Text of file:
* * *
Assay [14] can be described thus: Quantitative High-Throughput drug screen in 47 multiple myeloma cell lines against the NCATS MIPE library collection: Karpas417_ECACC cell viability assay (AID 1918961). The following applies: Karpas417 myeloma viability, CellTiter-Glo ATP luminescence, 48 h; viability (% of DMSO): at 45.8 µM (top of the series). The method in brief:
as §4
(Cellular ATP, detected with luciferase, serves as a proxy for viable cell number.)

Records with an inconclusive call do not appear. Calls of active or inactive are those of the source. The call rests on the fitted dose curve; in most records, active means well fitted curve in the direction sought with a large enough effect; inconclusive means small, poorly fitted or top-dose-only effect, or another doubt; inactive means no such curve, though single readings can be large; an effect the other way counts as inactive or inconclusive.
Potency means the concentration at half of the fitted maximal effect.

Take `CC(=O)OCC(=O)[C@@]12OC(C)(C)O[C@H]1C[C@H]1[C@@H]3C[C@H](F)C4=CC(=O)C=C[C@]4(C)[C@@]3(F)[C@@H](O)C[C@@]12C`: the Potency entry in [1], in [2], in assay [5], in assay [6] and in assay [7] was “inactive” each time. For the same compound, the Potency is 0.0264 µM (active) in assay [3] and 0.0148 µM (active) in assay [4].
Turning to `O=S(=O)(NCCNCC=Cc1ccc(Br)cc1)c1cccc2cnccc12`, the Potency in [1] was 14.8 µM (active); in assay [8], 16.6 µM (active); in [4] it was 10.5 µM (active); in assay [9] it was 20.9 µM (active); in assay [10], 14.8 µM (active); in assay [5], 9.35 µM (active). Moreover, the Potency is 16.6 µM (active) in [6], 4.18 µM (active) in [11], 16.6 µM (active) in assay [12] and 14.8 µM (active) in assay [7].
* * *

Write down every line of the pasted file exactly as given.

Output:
Assay [14] can be described thus: Quantitative High-Throughput drug screen in 47 multiple myeloma cell lines against the NCATS MIPE library collection: Karpas417_ECACC cell viability assay (AID 1918961). The following applies: Karpas417 myeloma viability, CellTiter-Glo ATP luminescence, 48 h; viability (% of DMSO): at 45.8 µM (top of the series). The method in brief:
as §4
(Cellular ATP, detected with luciferase, serves as a proxy for viable cell number.)

Records with an inconclusive call do not appear. Calls of active or inactive are those of the source. The call rests on the fitted dose curve; in most records, active means well fitted curve in the direction sought with a large enough effect; inconclusive means small, poorly fitted or top-dose-only effect, or another doubt; inactive means no such curve, though single readings can be large; an effect the other way counts as inactive or inconclusive.
Potency means the concentration at half of the fitted maximal effect.

Take `CC(=O)OCC(=O)[C@@]12OC(C)(C)O[C@H]1C[C@H]1[C@@H]3C[C@H](F)C4=CC(=O)C=C[C@]4(C)[C@@]3(F)[C@@H](O)C[C@@]12C`: the Potency entry in [1], in [2], in assay [5], in assay [6] and in assay [7] was “inactive” each time. For the same compound, the Potency is 0.0264 µM (active) in assay [3] and 0.0148 µM (active) in assay [4].
Turning to `O=S(=O)(NCCNCC=Cc1ccc(Br)cc1)c1cccc2cnccc12`, the Potency in [1] was 14.8 µM (active); in assay [8], 16.6 µM (active); in [4] it was 10.5 µM (active); in assay [9] it was 20.9 µM (active); in assay [10], 14.8 µM (active); in assay [5], 9.35 µM (active). Moreover, the Potency is 16.6 µM (active) in [6], 4.18 µM (active) in [11], 16.6 µM (active) in assay [12] and 14.8 µM (active) in assay [7].